After a hearty breakfast we headed up to Finlaggan.
A few miles to the south-west of Port Askaig on the island of Islay lies Loch Finlaggan, a place of great importance in Scottish history, In the loch are three islands, two of which lie close to the north shore. These are Eilean Mor (large island) and Eilean na Comhairle (council isle) which contain fragmentary remains of buildings. Here the installation of the Lords of the Isles took place. The Macdonald Lords of the Isles were descended from Somerled, a 12th century prince, and these lords, the chiefs of Clan Donald, chose Finlaggan as their home and the centre of their lordship, so that Islay is often referred to as the Cradle of Clan Donald. Source – Finlaggan Trust
Finlaggan is an amazing place and I hope my photos do it justice. It was amazing to see such structures stilling existing hundreds of years after they had been build. There is a wooden walkway to the first island, but no way over to the second island. Once on the first island there are information boards to help guide you around the island. Before heading down to the island there is a small information museum. It wasn’t open when we arrived at the site but was before we left. It is worth a look around to find out more about the site. As the museum is not secure a lot of the artefacts found on the site are now in the National Museum of Scotland in Edinburgh. Finlaggan is worth a visit on a trip to Islay.
Our next stop was Bruichladdich – the distillery. We couldn’t get on a tour until 2pm – book distillery tours in advance is advisable – so we had coffee and cake before exploring and relaxing on the rocks near the distillery.
It was very relaxing lying on the rocks watching the clouds go by. I closed my eyes and thought I was in the Caribbean. The time allowed me time to try out my new camera.
We could have spent the afternoon on the rocks but the time had come for our tour round the distillery.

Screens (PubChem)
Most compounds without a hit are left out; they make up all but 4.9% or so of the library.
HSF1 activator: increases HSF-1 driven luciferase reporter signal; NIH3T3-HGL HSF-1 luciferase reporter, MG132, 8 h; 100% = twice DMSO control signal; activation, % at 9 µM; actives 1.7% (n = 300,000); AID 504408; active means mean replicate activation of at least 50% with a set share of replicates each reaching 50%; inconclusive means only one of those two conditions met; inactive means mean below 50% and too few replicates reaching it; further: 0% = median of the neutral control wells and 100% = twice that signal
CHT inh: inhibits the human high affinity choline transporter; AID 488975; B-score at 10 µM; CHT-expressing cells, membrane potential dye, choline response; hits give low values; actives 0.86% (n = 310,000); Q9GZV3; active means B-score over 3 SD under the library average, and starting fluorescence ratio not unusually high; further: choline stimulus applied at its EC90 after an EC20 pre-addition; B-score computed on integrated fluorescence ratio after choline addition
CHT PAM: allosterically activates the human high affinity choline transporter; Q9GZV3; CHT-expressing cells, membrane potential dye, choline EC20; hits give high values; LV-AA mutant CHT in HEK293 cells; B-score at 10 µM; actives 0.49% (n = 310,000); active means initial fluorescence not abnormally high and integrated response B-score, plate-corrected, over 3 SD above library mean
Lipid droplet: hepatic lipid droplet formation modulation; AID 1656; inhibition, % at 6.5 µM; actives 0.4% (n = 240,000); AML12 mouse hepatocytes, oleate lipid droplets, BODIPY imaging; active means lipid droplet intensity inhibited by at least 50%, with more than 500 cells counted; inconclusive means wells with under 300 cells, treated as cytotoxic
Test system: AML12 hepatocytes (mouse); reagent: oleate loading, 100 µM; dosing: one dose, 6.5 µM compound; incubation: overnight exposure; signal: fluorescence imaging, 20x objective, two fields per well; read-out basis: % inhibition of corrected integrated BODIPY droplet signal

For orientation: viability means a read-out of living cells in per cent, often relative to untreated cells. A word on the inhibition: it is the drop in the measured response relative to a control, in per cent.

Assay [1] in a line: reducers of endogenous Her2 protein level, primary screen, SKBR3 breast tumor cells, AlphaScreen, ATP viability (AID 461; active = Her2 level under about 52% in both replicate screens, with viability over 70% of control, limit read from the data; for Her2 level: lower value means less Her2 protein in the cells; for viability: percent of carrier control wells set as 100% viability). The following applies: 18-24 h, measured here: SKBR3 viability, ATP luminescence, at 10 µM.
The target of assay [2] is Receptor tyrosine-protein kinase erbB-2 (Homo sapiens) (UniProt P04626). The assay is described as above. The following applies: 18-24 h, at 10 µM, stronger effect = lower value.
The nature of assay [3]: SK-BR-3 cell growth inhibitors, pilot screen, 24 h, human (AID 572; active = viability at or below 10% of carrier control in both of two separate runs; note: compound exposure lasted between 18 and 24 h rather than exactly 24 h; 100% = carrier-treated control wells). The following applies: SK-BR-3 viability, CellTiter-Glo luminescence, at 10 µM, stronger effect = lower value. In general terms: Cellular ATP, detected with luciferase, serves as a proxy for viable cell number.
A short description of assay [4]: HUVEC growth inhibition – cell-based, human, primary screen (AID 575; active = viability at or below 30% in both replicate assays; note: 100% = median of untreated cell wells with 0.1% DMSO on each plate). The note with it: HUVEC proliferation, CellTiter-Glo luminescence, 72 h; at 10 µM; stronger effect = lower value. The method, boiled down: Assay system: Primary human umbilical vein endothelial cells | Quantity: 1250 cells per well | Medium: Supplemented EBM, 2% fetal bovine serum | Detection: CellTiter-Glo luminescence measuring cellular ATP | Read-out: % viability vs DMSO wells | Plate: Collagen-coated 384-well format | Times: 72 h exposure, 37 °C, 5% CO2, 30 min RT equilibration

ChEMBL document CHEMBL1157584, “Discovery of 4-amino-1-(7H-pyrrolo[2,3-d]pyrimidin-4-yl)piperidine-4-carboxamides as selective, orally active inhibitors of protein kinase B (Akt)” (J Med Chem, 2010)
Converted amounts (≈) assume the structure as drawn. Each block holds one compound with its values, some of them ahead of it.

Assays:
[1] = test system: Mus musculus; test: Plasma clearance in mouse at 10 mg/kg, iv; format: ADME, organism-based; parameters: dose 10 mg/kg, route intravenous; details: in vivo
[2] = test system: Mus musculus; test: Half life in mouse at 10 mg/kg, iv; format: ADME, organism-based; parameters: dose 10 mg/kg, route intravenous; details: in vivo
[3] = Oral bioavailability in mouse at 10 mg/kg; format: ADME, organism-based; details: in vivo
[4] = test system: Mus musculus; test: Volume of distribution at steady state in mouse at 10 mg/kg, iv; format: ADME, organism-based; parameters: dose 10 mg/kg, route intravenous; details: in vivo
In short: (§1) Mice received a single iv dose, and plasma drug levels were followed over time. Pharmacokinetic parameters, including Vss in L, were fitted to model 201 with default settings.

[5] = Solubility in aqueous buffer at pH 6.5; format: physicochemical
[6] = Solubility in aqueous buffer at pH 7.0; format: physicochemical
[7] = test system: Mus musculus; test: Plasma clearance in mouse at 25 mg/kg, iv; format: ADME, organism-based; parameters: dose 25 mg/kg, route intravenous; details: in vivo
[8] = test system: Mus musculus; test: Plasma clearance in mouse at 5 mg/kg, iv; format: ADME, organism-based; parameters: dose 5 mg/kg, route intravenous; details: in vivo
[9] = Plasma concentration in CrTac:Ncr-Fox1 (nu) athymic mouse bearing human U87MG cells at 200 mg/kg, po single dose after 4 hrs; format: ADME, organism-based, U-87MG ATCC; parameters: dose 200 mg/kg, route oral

Bruichladdich is Gaelic (Bruchláddich or Bruikladdie) and means corner of the beach or gentle slope of the sea. The distillery was built in the year 1881 by the Brothers Robert, William and John Gourlay Harvey. The distillery is located on the Isle of Islay near the lake Indaal. The Harvey family ran the distillery until William died in 1936. Afterwards the distillery was sold and mothballed many times until Murray McDavid purchased the distillery in the year 2000. They refurbished the distillery in the old Victorian style and started production. In July 2012 the distillery was bought by Rémy Cointreau, who still own the company today. Source – whisky.com
We have been several distillery tours each one is slightly different. This tour was made different by the old Victorian equipment which is still in good working order. The tour was also made enjoyable by our tour guide Heather. Bruichladdich is one of the only distilleries on Islay which does it’s bottling and marketing from Islay. Plus they are the only distillery on Islay to make gin – The Botanist – when they had money issues they diversified into making gin with great success. I would recommend a trip to Bruichladdich distillery.
Check out my next blog post will be what we did the rest of day 2 on Islay!